You want the snow to show texture in the print? Open up (let in MORE light: use a smaller "f" numer, i.e. a larger opening in the aperture) 2 to 2.5 stops.

    None or little texture? Open up 3 stops.

    Taking it another way.

    Snow is white = 90% reflectivity (meter assumes 18%).

    So, snow reflects 5x more than expected, so increase exposure time 5 times.

    (Hence, for example, 1/250th becomes 5 x 1/125th = 1/25th :smile:

    In the negatives, snow should look dark as snow is a "highlight". :smile:
     
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  23. Q.G.

    Q.G. Inactive

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    It will already show texture when you take your reading directly off the snow itself, i.e. put it in the middle of the scale.
    No need (on the contrary) to open up the aperture for that.
     
  24. brian steinberger

    brian steinberger Subscriber

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    If your negatives are super dense, you may be over-developing. I'm surprised no one mentioned that yet.

    Have you run tests with this film and developer combo? Does it give you consistent results in other high contrast situations?
     
  25. bowzart

    bowzart Member

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    If you read the snow on the middle of the scale it will certainly show texture but it will land in that part of the curve (straight line) where tones are separated the most. Also, all those dark things like trees, skiers, space aliens, schmoos, will be featureless black (holes in the world). What you'd naturally do then in the darkroom as an intuitive remedy to a vastly underexposed negative would be to increase the contrast to bring it back up to a full scale, and then your snow will look like chromium plated on sandpaper. Try it and see.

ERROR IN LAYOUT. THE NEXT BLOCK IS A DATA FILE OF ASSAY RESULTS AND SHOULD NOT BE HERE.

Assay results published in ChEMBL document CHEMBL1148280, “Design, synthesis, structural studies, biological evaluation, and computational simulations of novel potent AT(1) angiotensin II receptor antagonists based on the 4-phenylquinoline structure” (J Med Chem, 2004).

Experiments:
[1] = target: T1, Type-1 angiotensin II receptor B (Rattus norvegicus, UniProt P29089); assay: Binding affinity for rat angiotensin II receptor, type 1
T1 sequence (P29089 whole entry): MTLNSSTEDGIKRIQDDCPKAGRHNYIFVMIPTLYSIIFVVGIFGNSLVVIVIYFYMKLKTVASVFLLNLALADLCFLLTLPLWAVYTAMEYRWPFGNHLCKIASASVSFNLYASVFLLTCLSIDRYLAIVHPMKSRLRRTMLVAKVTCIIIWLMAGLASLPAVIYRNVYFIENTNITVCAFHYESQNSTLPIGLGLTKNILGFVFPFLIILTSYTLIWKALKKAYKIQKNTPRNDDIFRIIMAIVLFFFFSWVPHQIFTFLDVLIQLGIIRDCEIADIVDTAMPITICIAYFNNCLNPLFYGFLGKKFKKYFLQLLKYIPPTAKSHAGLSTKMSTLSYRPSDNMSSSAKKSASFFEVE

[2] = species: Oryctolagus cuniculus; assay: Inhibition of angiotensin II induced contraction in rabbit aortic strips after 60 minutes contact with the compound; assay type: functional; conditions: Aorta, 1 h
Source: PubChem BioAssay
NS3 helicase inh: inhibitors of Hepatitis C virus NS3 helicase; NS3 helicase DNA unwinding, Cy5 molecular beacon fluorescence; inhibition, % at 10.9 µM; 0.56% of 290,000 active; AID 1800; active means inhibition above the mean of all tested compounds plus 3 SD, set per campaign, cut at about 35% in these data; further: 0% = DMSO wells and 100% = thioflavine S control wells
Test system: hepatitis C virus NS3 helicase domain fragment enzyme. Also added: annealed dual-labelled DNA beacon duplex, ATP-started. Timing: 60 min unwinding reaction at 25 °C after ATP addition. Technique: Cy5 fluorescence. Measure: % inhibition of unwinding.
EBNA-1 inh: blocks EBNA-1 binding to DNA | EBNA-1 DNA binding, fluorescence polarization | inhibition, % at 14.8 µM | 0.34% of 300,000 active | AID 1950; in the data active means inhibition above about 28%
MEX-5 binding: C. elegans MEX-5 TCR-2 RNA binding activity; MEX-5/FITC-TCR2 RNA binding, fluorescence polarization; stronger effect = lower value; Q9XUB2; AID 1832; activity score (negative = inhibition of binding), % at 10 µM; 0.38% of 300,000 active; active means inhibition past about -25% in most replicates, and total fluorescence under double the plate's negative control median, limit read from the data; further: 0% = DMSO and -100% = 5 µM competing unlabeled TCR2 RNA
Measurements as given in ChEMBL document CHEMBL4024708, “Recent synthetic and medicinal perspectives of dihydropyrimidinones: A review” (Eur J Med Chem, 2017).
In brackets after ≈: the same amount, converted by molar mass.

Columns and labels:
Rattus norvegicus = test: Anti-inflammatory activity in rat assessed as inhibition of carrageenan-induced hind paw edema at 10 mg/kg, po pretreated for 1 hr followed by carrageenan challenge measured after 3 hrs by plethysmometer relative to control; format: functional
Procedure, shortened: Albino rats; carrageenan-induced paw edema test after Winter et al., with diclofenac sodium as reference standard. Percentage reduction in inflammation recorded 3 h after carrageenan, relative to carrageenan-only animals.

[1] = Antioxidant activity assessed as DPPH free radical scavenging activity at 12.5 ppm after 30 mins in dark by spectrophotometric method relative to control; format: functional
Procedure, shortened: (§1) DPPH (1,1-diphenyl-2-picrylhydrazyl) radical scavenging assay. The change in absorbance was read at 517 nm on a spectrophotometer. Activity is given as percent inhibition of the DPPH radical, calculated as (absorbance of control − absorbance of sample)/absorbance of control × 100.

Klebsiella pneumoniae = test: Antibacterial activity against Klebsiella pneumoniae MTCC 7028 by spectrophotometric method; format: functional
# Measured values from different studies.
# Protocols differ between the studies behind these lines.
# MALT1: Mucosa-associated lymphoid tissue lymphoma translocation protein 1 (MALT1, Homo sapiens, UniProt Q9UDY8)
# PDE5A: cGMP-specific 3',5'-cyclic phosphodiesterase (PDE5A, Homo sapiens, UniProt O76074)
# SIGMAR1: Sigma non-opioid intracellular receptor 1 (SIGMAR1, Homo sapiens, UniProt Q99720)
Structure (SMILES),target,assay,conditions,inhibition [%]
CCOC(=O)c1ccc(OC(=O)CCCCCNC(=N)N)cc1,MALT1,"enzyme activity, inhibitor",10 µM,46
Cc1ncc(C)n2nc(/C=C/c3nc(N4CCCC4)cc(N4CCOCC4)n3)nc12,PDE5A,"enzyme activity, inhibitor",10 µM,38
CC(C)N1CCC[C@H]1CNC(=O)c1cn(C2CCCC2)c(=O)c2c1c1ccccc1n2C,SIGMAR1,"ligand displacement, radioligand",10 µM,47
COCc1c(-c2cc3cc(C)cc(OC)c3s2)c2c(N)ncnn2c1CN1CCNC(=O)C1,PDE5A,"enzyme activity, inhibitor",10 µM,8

You've got a meter capable of straight incident reading. All you have to do is use it.
     
  26. Deit39

    Deit39 Member

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    ok. my temp of chemicals was roughly 70F and according to D-76 I required 14 mins.. I did an initial water wash for a minute then developer I did an initial 30 sec agitation and then 10 seconds every minute for the remaining 13.5 mins.. Sprint stop for 2 mins, Ilford Rapid Fixer 1:9 for (from memory) 10 mins, wash for 3 mins, Hypo clear for 3 mins, another wash for 5 mins dumping frequently, then photoflo for 30 secs or so..